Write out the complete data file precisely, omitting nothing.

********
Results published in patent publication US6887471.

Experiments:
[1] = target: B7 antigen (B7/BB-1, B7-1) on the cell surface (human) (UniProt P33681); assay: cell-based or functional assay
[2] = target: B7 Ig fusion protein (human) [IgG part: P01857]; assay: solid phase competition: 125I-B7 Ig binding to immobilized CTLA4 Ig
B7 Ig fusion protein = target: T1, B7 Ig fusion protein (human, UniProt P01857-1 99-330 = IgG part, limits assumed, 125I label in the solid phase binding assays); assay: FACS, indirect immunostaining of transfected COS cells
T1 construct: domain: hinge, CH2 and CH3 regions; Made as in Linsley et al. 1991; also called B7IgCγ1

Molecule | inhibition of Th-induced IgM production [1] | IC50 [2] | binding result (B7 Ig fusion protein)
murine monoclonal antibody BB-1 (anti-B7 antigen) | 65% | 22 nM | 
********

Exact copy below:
Results published in patent publication US6887471.

Experiments:
[1] = target: B7 antigen (B7/BB-1, B7-1) on the cell surface (human) (UniProt P33681); assay: cell-based or functional assay
[2] = target: B7 Ig fusion protein (human) [IgG part: P01857]; assay: solid phase competition: 125I-B7 Ig binding to immobilized CTLA4 Ig
B7 Ig fusion protein = target: T1, B7 Ig fusion protein (human, UniProt P01857-1 99-330 = IgG part, limits assumed, 125I label in the solid phase binding assays); assay: FACS, indirect immunostaining of transfected COS cells
T1 construct: domain: hinge, CH2 and CH3 regions; Made as in Linsley et al. 1991; also called B7IgCγ1

Molecule | inhibition of Th-induced IgM production [1] | IC50 [2] | binding result (B7 Ig fusion protein)
murine monoclonal antibody BB-1 (anti-B7 antigen) | 65% | 22 nM | 